Troubles musculosquelettiques : nouveautés 07/2018

Plusieurs nouveautés traitent de troubles musculosquelettiques. On porte un regard sur différents métiers (personnel infirmier, technologues en radiographie, prothésistes et orthésistes, personnel de bureau), sur les TMS en lien avec des équipements, dont les appareils mobiles et les fauteuils roulants sur différentes surfaces. Enfin, une étude porte sur l’impact du retour au travail sur les TMS et une autre examine le lien entre les TMS et les facteurs organisationnels et risques psychosociaux.

La majorité des documents sont en accès libre. Deux articles proviennent de revues auxquelles la CNESST est abonnée; c’est indiqué par le cadenas bleu à gauche du titre.


Ressource en vedette :

Application des pratiques préventives par les infirmières et infirmiers : la perspective innovante de la capacité d’absorption
Source : IRSST, juin 2018

Lors de cette conférence, Saliha Ziam, professeure à l’Université TÉLUQ, explique les facteurs qui influent sur le processus d’application des pratiques de prévention chez le personnel infirmier du réseau de la santé du Québec. Vous trouverez les diapositives et la vidéo de la présentation sur cette page.
D’autres contenus issus de la même recherche sont également accessibles, soit le rapport de recherche, la vidéo et le document de sensibilisation intitulés « Personnel infirmer et troubles musculosquelettiques, Comment favoriser l’application des pratiques préventives dans le milieu de travail?» et l’article TMS chez le personnel hospitalier : Qu’est-ce qui nuit à la prévention? dans Prévention au travail.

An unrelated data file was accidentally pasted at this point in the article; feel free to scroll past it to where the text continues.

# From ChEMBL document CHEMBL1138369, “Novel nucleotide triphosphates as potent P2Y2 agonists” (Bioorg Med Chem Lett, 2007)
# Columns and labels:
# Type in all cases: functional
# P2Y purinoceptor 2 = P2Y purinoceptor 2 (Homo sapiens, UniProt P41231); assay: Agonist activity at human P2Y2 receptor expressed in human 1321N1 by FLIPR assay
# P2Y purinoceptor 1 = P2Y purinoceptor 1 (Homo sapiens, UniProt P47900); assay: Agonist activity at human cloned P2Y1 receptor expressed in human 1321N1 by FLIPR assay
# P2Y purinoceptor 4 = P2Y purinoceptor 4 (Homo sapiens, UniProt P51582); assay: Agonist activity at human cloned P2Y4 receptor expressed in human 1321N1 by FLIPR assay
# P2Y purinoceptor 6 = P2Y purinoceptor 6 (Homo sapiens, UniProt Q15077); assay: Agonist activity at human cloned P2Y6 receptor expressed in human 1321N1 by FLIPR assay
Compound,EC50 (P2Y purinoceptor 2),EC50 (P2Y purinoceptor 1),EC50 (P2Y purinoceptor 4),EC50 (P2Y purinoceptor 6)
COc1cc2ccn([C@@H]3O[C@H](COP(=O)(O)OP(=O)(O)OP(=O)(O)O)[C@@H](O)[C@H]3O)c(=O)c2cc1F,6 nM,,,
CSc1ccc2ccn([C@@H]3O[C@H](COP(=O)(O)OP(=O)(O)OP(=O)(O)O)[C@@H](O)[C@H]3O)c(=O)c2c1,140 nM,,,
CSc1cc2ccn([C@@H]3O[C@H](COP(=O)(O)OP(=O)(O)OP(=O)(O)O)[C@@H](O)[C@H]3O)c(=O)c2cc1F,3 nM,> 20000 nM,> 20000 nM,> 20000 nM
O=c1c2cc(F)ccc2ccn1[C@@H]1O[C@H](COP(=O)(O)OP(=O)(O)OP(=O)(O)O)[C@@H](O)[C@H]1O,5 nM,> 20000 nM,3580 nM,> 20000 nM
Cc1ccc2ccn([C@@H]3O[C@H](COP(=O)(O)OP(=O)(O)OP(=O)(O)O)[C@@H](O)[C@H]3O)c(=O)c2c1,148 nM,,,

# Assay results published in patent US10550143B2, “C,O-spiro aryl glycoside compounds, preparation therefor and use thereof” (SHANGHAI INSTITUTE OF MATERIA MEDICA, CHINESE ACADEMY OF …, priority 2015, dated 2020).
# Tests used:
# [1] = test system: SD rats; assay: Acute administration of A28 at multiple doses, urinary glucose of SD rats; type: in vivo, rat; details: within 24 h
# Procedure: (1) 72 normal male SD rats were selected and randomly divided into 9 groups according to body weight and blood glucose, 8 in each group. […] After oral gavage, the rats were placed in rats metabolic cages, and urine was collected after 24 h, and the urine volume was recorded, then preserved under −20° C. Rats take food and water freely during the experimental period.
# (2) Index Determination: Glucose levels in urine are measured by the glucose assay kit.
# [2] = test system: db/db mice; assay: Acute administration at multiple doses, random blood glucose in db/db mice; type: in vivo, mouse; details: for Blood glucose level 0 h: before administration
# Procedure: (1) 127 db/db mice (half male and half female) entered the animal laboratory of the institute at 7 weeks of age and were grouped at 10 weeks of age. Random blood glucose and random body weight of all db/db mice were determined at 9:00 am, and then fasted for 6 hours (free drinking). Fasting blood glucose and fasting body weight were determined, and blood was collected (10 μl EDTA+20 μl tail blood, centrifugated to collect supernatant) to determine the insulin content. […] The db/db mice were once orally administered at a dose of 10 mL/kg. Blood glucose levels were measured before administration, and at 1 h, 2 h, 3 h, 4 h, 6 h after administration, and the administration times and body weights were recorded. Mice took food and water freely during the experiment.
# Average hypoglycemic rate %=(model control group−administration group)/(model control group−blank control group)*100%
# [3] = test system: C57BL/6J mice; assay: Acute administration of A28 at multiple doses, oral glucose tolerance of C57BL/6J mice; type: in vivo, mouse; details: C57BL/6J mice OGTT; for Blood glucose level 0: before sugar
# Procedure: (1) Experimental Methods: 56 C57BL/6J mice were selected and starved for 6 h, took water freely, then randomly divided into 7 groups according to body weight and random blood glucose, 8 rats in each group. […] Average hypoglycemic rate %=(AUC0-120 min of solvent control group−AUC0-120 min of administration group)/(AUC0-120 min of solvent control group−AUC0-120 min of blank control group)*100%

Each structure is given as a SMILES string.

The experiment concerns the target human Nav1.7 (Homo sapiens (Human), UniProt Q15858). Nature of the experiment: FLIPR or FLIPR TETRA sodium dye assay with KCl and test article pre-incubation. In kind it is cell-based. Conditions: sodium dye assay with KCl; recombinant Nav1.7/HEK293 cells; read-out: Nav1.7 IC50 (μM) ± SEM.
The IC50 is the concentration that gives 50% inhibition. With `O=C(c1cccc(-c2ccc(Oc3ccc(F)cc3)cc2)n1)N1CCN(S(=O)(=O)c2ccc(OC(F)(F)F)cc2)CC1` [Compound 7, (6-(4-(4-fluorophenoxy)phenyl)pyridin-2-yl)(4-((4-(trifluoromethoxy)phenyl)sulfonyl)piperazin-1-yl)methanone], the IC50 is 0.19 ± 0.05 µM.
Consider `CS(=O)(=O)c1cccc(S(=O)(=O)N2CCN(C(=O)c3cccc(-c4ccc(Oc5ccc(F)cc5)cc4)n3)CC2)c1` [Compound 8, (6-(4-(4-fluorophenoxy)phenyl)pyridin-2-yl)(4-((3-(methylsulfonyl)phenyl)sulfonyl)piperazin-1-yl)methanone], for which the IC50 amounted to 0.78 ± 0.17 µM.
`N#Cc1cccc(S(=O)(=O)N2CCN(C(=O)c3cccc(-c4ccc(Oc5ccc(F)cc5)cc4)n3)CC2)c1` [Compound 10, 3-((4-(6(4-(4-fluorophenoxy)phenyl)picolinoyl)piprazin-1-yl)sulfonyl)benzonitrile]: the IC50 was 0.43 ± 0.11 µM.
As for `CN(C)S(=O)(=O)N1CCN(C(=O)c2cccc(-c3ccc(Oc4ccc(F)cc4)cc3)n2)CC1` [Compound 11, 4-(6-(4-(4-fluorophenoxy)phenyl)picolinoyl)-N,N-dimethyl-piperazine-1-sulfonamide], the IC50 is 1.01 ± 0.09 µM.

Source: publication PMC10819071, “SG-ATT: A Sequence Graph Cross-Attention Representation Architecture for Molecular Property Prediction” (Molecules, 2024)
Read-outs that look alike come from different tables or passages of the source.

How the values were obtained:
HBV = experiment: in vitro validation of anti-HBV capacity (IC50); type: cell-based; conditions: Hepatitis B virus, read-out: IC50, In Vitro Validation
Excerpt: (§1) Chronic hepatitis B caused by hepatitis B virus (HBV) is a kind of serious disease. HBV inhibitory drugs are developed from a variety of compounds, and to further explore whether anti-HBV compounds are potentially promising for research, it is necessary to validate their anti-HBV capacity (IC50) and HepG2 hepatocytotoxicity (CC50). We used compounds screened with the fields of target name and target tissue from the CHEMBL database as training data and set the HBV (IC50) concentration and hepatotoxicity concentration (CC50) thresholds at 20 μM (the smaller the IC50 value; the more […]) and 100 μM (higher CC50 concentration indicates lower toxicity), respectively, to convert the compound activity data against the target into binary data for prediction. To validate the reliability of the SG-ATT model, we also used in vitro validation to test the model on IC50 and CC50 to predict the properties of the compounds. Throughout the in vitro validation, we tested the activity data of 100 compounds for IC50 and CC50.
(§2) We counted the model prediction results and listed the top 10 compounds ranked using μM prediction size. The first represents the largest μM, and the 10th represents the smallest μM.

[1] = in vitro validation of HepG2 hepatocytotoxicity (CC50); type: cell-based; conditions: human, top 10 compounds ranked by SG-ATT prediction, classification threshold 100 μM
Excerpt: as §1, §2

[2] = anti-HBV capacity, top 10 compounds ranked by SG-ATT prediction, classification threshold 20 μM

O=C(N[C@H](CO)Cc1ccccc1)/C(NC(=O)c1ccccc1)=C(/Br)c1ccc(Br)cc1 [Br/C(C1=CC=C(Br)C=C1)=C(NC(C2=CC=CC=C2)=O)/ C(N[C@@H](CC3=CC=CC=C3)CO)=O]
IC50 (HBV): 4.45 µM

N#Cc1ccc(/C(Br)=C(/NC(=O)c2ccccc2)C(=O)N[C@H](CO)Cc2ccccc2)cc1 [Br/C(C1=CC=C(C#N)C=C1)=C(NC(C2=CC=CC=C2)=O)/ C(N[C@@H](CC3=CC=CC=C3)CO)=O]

Armrests and back support reduced biomechanical loading in the neck and upper extremities during mobile phone use
Source : Applied Ergonomics 73, novembre 2018

Mobile phone use is known to be associated with musculoskeletal pain in the neck and upper extremities because of related physical risk factors, including awkward postures. A chair that provides adequate support (armrests and back support) may reduce biomechanical loading in the neck and shoulder regions. Therefore, we conducted a repeated-measures laboratory study with 20 participants to determine whether armrests and back support during mobile phone use reduced head/neck flexion, gravitational moment, and muscle activity in the neck and shoulder regions. The results showed that the chair support (armrests and back support) reduced head/neck flexion, gravitational moment, and muscle activity in the neck and shoulder regions significantly compared to no chair support. These results indicate that a chair with adequate support can be an effective intervention to reduce the biomechanical exposures and associated muscular pain in the neck and shoulders during mobile phone use.